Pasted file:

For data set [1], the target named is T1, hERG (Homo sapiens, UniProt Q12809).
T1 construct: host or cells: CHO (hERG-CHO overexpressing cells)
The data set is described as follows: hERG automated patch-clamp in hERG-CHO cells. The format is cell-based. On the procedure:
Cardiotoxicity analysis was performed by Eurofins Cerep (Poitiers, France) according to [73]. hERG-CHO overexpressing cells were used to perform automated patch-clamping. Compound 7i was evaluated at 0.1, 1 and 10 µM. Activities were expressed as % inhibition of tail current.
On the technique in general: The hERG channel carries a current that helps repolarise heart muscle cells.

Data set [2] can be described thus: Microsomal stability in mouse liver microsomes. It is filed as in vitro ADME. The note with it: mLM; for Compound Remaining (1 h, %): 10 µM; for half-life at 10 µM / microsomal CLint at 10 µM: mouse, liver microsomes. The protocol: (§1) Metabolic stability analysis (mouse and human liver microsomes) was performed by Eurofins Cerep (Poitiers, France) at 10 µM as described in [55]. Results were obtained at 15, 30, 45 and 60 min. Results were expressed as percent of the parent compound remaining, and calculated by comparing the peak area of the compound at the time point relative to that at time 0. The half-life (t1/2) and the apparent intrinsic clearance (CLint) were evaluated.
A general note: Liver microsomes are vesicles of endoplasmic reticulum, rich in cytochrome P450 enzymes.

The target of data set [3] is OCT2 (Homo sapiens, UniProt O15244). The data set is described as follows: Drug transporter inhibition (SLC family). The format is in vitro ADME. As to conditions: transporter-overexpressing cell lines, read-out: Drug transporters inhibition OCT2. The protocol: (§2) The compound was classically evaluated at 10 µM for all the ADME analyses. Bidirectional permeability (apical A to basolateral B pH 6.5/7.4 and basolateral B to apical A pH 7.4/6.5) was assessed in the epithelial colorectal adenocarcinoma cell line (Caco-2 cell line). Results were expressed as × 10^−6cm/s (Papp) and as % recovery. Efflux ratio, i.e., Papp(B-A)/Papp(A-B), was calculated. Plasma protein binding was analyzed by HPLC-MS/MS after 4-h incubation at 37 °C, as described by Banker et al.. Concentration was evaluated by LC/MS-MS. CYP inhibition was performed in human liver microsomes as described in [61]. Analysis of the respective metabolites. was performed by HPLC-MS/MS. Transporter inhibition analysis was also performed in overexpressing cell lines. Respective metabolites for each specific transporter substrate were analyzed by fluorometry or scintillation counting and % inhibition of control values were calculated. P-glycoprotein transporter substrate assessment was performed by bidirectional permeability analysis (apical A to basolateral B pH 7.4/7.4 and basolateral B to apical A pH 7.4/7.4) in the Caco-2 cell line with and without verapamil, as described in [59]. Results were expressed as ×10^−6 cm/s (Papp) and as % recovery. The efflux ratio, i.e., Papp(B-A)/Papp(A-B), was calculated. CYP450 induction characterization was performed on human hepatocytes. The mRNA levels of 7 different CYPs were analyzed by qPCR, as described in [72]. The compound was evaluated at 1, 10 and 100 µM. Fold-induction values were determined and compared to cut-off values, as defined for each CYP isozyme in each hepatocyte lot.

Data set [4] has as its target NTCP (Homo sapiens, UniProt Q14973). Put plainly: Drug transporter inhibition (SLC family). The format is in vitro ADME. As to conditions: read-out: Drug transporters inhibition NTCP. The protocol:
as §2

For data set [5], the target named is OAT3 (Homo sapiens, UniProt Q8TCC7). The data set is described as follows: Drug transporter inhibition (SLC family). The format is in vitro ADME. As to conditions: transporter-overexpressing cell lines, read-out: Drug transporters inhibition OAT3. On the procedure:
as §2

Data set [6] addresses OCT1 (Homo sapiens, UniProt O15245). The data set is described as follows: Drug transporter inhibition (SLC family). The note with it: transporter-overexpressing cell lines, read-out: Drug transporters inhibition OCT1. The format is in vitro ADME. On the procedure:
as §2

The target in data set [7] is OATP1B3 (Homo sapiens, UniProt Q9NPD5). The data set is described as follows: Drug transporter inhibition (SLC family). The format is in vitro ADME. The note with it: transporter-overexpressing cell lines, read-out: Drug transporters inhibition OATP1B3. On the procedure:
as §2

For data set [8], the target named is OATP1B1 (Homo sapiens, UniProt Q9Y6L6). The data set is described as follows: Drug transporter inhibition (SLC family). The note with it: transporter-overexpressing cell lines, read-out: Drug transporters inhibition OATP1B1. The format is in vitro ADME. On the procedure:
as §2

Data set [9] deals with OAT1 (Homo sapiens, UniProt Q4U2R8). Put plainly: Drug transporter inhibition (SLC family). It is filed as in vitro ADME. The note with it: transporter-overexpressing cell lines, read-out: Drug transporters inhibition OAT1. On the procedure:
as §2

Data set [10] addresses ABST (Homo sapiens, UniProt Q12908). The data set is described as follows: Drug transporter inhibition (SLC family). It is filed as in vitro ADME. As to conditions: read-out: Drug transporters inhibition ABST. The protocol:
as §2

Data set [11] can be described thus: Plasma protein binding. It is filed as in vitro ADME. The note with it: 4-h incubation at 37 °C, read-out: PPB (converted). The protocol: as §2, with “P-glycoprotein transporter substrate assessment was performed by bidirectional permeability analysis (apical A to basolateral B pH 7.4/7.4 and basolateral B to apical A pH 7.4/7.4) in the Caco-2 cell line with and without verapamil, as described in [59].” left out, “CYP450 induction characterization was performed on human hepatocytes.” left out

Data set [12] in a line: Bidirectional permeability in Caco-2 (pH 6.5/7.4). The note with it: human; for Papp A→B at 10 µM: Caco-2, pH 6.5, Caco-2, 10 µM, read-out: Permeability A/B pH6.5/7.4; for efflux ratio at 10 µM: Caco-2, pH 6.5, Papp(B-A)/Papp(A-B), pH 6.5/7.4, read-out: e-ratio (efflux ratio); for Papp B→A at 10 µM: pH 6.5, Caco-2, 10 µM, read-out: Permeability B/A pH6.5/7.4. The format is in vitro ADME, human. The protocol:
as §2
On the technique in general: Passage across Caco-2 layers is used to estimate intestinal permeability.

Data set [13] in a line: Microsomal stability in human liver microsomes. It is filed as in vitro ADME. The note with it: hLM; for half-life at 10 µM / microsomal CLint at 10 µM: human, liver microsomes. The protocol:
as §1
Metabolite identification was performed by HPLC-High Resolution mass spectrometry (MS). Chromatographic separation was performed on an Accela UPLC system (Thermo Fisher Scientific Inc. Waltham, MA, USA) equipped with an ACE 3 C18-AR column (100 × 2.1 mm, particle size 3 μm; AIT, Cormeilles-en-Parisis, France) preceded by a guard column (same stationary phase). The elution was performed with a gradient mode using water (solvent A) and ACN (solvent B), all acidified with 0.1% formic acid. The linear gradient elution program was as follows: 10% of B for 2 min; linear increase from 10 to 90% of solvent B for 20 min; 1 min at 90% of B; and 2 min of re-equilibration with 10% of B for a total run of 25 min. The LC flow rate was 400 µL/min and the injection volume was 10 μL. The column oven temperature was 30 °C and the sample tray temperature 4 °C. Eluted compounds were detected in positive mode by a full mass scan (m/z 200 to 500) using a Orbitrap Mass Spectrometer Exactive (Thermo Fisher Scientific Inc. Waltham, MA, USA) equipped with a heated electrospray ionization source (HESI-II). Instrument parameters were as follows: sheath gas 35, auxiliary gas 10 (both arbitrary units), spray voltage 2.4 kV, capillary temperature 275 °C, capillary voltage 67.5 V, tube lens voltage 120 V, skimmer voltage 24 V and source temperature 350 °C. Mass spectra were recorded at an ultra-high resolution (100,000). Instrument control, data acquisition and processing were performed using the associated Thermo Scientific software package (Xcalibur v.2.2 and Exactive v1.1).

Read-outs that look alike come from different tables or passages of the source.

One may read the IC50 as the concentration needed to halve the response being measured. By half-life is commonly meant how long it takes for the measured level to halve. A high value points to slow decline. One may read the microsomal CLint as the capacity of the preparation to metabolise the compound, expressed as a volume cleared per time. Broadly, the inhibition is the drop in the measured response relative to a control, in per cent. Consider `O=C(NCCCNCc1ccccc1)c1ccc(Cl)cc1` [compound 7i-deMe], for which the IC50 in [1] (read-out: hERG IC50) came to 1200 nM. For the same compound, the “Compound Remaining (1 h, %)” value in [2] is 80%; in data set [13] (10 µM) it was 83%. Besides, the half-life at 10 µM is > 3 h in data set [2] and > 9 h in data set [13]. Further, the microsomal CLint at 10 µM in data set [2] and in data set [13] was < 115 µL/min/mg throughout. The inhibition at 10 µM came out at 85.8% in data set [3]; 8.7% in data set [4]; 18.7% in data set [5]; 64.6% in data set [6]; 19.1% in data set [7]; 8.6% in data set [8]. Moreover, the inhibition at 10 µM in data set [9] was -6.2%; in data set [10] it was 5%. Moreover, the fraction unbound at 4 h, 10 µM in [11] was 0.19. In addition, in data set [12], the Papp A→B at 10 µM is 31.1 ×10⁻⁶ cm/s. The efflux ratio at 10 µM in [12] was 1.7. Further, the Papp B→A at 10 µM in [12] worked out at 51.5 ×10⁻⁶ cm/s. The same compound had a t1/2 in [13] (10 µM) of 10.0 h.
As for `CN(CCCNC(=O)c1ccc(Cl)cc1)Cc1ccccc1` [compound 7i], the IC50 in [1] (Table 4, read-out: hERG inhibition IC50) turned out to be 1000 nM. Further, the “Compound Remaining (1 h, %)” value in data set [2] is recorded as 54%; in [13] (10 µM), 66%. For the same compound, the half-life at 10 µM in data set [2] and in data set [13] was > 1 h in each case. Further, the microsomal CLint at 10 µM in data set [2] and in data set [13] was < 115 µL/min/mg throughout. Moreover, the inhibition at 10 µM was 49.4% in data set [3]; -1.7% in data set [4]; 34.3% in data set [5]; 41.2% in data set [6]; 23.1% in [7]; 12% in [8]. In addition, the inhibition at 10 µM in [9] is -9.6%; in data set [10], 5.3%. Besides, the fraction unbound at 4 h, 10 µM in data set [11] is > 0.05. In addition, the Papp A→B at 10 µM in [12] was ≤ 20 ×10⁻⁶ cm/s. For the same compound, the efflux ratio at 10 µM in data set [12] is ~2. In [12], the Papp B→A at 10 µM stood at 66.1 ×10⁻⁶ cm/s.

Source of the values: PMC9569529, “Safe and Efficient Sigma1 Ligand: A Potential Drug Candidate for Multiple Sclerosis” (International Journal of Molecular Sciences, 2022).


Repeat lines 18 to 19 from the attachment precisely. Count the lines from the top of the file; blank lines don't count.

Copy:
as §2

Data set [9] deals with OAT1 (Homo sapiens, UniProt Q4U2R8). Put plainly: Drug transporter inhibition (SLC family). It is filed as in vitro ADME. The note with it: transporter-overexpressing cell lines, read-out: Drug transporters inhibition OAT1. On the procedure: